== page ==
As I had suspected from the initial trailers, the action in Rurouni Kenshin is handled gracefully. Familiar poses and techniques are used tastefully without ever resorting to the use of awful CG. Kenshin's speed is successfully recreated onscreen and his fluid movements are almost like a type of dance. The big group battles are all extremely entertaining, but the best action moments in the film come in the form of the one on one duels. The final battle in particular left me on the edge of my seat. My single problem with the fight choreography however was in the use of wirework for certain larger than life moves. For the most part it's used unobtrusively save for a couple of very awkward moments that pull you out of the experience. It wasn't such a huge deal, but it bears mentioning.
Another issue I had with the film was its lack of a memorable score. The only times I ever found myself making note of it was when I consciously forced myself to listen carefully to see if anything interesting was happening. There's one theme in particular that plays three times in the film. Out of those three instances, only one sequence actually works, with the other two creating a very awkward disconnect between the onscreen action and the score. There are a few tracks in the film that utilize the koto and I found myself wishing that composer Naoki Satou had opted for a more traditional Japanese sound.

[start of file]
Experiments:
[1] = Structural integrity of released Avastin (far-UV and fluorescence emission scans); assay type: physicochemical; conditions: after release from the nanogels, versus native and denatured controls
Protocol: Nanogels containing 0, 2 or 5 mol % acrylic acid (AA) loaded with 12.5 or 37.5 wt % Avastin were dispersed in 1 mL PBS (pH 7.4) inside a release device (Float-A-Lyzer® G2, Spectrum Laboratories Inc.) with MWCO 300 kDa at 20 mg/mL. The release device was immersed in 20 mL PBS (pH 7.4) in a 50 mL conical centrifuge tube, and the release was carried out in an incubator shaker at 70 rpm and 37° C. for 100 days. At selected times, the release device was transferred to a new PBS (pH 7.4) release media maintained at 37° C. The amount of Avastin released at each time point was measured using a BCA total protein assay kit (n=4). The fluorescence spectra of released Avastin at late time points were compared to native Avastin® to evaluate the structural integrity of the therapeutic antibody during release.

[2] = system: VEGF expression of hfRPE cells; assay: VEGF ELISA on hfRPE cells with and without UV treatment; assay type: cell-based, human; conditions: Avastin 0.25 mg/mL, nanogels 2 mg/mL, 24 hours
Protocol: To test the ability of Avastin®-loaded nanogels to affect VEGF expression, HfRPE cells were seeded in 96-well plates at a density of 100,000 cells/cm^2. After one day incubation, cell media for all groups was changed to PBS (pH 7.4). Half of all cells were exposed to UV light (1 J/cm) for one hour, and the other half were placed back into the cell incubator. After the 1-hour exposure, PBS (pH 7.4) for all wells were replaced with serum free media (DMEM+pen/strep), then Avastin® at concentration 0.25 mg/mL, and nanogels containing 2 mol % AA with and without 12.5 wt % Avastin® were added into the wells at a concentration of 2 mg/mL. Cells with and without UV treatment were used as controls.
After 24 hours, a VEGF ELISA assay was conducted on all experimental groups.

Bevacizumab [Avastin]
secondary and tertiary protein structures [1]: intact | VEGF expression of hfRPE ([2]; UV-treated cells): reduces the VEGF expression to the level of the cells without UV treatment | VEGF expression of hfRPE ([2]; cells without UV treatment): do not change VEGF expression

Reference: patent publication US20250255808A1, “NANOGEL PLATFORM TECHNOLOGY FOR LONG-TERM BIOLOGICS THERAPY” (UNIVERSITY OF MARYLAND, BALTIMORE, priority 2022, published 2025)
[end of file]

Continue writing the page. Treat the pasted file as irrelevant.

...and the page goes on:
I've said it before and I'll say it again; if there's one genre that the Japanese film industry can consistently get right, it's the samurai film. Rurouni Kenshin is not without flaws, but Otomo nails the feel of the source material. This is the Rurouni Kenshin that I read and watched years ago as a kid. It's not quite as funny as the manga and anime could sometimes be, but the tone of the film ends up being more consistent as a result. The crew has commented in earlier press materials that they're hoping to turn this into a series of films. I can only hope that this initial entry brings in enough to warrant the risk; there're still a ton of stories worth telling and Kenshin leaves plenty of potential sequel hooks throughout. I can't imagine folks out west will be waiting too long on this one; I'd give it until the end of the year before somebody picks it up for western distribution.
Fellow fans, feel free to breathe a sigh of relief; Rurouni Kenshin is a great film and a wonderful adaptation of the franchise you know and love.
8.5 - Great. A perfectly executed film that defines its genre without resorting to cliches.